8 expert gardening tips for growing great rhubarb in New Zealand conditions
Give your tastebuds a treat and plant rhubarb. This herbaceous perennial grows in all parts of the country, including cool spots, for much of the year. It dies back in winter and re-emerges in spring, once the weather has warmed up.
Words: Jane Wrigglesworth
1. Choose a sunny spot with good drainage. Dig deep and add plenty of organic matter like compost and aged manure, as rhubarb likes a deep, rich, friable soil.
2. It prefers a more acid soil (pH 5.0-6.5) – don’t plant it near concrete paths or edgings as lime from the concrete can leach out and raise your soil’s pH.
3. Add a high-nitrogen fertiliser such as fishmeal or blood and bone a week or two before planting.
4. Space plants about 1m apart and water in after planting.
5. Apply a mulch of compost around plants to retain moisture, but keep it clear of the crowns as they can rot.
6. Water regularly and feed with a liquid fertiliser once every 2-4 weeks. Short, thin stems are caused by poor nutrition and overly warm growing conditions.
7. Don’t harvest your plants in the first year as they need the energy to develop strong root systems. You can begin harvesting in the second year but pick only one or two stems from each plant. In the third year, go for your life. Pick the outside stems first, grabbing them near the base of the plant and pulling.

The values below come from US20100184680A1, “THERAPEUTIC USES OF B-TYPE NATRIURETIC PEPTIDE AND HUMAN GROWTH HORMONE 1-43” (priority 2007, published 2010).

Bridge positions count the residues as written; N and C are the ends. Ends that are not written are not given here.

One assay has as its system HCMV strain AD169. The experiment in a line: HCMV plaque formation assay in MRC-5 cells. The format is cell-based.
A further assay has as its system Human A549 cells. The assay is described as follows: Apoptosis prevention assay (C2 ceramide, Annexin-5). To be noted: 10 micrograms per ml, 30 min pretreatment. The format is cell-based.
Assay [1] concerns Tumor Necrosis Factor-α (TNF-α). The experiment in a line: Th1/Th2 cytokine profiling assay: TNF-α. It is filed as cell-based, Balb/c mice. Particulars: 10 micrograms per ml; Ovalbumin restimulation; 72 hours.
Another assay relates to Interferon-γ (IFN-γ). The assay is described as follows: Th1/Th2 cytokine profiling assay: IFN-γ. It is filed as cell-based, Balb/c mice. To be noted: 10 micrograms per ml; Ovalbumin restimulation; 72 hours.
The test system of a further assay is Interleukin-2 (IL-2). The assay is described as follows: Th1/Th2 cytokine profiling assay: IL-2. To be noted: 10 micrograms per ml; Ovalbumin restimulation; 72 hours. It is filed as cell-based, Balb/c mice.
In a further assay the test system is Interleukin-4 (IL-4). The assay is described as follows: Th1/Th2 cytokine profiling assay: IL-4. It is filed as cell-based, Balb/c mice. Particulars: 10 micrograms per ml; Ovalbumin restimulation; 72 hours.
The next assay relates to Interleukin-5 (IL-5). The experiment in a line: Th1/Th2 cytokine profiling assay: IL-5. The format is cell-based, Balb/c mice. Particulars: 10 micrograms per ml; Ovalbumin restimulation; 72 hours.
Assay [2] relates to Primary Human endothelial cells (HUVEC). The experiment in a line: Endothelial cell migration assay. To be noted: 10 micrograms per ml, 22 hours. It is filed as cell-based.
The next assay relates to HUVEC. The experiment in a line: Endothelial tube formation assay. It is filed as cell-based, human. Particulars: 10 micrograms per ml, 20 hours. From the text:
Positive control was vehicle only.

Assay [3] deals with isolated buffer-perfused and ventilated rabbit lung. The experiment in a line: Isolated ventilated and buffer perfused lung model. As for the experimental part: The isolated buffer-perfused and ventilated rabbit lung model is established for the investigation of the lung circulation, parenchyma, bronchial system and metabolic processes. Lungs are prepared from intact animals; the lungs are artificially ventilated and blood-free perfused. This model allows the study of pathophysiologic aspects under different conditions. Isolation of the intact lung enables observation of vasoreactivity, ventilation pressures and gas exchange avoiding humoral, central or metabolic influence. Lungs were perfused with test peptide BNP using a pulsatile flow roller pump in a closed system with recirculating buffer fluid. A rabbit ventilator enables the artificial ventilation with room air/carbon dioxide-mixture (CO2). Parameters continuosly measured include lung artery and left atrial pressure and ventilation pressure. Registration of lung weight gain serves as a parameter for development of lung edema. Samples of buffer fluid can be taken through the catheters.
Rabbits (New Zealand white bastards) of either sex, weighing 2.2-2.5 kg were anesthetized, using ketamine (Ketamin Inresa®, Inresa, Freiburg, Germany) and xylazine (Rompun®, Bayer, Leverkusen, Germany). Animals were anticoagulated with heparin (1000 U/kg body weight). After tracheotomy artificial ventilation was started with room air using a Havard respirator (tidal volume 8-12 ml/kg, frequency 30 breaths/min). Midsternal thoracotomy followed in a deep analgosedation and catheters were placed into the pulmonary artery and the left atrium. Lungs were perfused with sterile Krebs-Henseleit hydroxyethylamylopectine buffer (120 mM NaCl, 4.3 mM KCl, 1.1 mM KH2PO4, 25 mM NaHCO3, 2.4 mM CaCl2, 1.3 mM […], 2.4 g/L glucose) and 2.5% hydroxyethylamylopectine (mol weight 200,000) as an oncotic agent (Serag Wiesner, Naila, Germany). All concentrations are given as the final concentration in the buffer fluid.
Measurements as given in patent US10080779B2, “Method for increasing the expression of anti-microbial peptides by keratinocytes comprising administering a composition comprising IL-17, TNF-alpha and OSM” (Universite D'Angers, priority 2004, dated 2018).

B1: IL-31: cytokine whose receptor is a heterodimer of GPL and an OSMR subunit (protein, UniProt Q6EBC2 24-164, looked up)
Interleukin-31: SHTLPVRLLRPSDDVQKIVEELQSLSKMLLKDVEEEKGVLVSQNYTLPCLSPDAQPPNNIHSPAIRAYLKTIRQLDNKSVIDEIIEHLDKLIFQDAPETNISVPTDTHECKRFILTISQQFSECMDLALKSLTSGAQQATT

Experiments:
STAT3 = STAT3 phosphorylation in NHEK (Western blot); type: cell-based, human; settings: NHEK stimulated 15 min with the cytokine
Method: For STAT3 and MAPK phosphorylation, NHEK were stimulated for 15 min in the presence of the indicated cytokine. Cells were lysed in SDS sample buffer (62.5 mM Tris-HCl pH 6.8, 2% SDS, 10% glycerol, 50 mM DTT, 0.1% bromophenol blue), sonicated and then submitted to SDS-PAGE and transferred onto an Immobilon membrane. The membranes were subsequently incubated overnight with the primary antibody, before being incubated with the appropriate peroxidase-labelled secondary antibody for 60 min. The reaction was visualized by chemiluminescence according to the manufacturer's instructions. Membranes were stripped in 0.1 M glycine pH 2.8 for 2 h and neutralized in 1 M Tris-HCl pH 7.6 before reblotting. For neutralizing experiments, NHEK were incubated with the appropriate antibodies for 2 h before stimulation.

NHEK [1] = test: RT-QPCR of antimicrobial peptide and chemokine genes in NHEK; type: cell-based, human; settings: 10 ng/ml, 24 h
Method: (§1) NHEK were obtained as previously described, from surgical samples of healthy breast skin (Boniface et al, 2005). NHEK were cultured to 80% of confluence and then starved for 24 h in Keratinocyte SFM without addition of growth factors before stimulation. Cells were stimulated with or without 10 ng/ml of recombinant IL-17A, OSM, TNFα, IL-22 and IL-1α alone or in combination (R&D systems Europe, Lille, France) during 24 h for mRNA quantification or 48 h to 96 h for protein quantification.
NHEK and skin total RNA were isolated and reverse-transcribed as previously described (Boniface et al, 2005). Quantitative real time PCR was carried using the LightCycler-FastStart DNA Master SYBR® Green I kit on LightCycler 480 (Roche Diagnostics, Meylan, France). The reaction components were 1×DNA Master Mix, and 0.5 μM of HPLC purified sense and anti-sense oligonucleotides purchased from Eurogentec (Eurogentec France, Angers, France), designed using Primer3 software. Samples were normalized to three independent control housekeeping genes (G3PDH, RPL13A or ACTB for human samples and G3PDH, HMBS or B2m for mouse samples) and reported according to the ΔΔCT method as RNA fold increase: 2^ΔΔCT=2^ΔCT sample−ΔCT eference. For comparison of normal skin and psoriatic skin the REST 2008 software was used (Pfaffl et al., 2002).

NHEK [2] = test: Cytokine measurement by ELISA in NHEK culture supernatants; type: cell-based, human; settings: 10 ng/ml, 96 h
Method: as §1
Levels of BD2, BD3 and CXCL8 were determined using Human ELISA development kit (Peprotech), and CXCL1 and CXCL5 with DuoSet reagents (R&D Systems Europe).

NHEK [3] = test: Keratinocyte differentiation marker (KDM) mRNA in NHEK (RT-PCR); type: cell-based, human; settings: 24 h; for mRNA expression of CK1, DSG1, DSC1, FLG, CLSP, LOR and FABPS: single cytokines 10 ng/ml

8. Always leave one or two stems on each plant; the remaining leaves will continue to feed the plant.
CAN’T GET YOUR STALKS TO REDDEN UP?
Try to ‘force’ plants in winter or early spring. Some commercial growers have perfected the art of rendering ruddy stems by banishing light and raising
The plants are fattened out in the field for two to three years. When they go dormant in winter, they’re brought indoors to a specially designed dark room. At this age, the plants have enough food reserves to enable them to produce stalks when the heat is turned on. When the stalks emerge, they glow pinky-red, as the green chlorophyll in the plants can’t develop without light. The stalks are also less tart and more delicate in flavour.
Home gardeners can replicate these conditions by simply placing a large bucket or pot over their rhubarb plants once shoots have emerged in spring. The plant should grow more rapidly and you can be picking fresh stems within four weeks. But don’t force the same plant in its second year as it as forcing weakens the plant. Move on to another.